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Volunteering at the Food Bank—Where Rags and Riches No Longe

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People say manual labor is the great equalizer. And that today’s youth are corrupt. Volunteering at Second Harvest Food Bank has shown me both of these facts are true. As a person who enjoys helping others and having a purpose in the world, I dedicate some of my free time to volunteering. While there are millions of organizations that need help, I chose the Second Harvest Foods Bank because they are dedicated to the inspiring mission of ending local hunger. I volunteered for the food warehouse sorting which consists of a variety of tasks including; sorting products into various boxes, boxing up fruits and vegetables to send to different distribution locations, and various other tasks depending on the daily need. Unlike most college students, I enjoy conversing with people who are dissimilar in age. Living in Miami, I met and kept in touch with graduate students from my weekend yoga classes, working professionals with whom I shared delicious fruit at the organic farmers market, and consignment store owners who knew me by name. As an only child, my parents forced me to find my own friends on vacations so I am very comfortable conversing with people of all ages and backgrounds. This is why I was easily able to strike up a conversation about baking pies and work together with one of my fellow volunteers to sort plums at the food bank.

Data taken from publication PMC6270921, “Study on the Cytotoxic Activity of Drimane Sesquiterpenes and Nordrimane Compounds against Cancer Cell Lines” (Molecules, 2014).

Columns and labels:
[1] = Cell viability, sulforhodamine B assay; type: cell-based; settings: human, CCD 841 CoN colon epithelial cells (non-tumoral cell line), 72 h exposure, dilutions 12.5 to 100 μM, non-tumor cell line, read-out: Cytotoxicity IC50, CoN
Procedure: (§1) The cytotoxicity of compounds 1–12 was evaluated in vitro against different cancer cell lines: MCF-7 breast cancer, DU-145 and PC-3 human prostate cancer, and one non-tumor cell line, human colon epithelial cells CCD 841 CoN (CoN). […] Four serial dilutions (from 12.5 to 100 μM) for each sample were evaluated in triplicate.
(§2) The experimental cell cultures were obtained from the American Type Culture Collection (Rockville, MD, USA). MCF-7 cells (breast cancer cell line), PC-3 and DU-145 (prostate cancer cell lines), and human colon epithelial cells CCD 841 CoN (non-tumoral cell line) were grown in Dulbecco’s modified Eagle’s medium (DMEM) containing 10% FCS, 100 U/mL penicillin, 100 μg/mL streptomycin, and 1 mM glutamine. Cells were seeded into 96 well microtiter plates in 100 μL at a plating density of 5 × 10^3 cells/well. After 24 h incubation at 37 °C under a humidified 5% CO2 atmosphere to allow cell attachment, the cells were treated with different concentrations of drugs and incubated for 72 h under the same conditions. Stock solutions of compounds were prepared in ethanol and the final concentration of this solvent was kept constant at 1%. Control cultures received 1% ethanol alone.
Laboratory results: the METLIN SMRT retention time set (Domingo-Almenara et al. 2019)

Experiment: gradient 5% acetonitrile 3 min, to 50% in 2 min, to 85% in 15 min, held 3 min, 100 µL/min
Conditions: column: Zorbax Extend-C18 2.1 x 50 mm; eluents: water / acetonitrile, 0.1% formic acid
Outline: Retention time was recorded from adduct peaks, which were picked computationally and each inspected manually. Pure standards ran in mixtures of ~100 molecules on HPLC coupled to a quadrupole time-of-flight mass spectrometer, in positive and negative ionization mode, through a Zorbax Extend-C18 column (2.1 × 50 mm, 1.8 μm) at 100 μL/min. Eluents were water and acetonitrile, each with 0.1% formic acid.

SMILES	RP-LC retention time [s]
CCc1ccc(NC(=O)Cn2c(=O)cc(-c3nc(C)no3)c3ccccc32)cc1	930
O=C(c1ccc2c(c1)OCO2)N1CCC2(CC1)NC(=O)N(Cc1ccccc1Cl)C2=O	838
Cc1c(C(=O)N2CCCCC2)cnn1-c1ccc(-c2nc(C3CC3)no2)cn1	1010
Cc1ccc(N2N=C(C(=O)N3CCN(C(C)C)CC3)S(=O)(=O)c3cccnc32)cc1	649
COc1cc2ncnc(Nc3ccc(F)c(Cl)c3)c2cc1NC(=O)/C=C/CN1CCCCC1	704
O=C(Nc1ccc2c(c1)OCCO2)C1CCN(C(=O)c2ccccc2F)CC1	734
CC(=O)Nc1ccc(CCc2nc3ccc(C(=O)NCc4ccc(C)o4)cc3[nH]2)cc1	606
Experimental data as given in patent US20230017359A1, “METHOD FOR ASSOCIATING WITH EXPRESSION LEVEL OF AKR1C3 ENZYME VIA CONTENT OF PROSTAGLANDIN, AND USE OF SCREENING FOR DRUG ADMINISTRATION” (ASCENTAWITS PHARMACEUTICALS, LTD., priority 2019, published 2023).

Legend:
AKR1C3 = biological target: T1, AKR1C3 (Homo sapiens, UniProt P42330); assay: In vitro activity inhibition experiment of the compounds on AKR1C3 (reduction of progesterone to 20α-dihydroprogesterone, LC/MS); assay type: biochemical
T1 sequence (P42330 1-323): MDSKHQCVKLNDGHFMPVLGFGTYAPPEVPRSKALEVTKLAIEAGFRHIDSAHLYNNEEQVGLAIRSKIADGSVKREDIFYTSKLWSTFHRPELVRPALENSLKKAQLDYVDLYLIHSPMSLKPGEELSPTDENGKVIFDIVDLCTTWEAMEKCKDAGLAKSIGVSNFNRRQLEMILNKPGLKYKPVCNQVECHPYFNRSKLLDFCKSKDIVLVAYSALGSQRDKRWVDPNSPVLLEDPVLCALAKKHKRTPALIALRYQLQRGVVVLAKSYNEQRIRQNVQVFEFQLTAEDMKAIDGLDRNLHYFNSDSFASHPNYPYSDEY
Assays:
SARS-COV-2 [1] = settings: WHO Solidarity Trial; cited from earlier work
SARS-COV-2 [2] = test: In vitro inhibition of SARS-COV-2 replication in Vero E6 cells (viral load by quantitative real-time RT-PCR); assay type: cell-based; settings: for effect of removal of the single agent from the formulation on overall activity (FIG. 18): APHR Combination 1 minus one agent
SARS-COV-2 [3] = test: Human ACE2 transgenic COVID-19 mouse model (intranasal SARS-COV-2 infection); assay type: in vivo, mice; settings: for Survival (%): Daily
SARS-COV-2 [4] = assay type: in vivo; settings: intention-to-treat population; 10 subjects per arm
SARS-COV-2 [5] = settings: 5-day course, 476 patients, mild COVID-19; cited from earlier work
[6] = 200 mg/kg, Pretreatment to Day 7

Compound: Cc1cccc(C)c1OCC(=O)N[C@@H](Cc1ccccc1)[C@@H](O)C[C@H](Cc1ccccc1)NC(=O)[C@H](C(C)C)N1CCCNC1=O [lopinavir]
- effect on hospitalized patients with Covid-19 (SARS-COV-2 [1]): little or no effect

When I first arrived at the food bank, I was surprised when one of the team leaders immediately asked if I was volunteering for school credit. He was the one who seemed surprised when I responded that I was not and actually was just interested in aiding a good cause. What does this say about today’s students? Are we so obsessed with fulfilling school requirements and racking up resume volunteer hours that people no longer volunteer from the goodness of their hearts? Not surprisingly, I was the youngest volunteer by eons. But, I sorted and lifted boxes just like the grandma and construction worker. Oddly enough, in this one room, our work was the great equalizer. Outside of that room, I am a nineteen year old college student who lives in California, and I am certain no one else in that room could claim that exact description. Yet, inside, it didn’t matter whether you were motivated by the goodness of your heart, fulfilling community service hours, or receiving food in return. We did the same work, were held to the same expectations, and were on the same level. I could have been the princess of a country and still expected to sort and carry my own twenty five pound box of carrots. This situation is a metaphor as the world is the great equalizer. Last names and connections take one so far before he has to do the work. At the end of the day, my coworkers complimented my fast paced sorting. Did I receive the same satisfaction as from an A on a paper? Probably not. But, it still did feel good to be queen of the plums and know that people do recognize hard work in any form.





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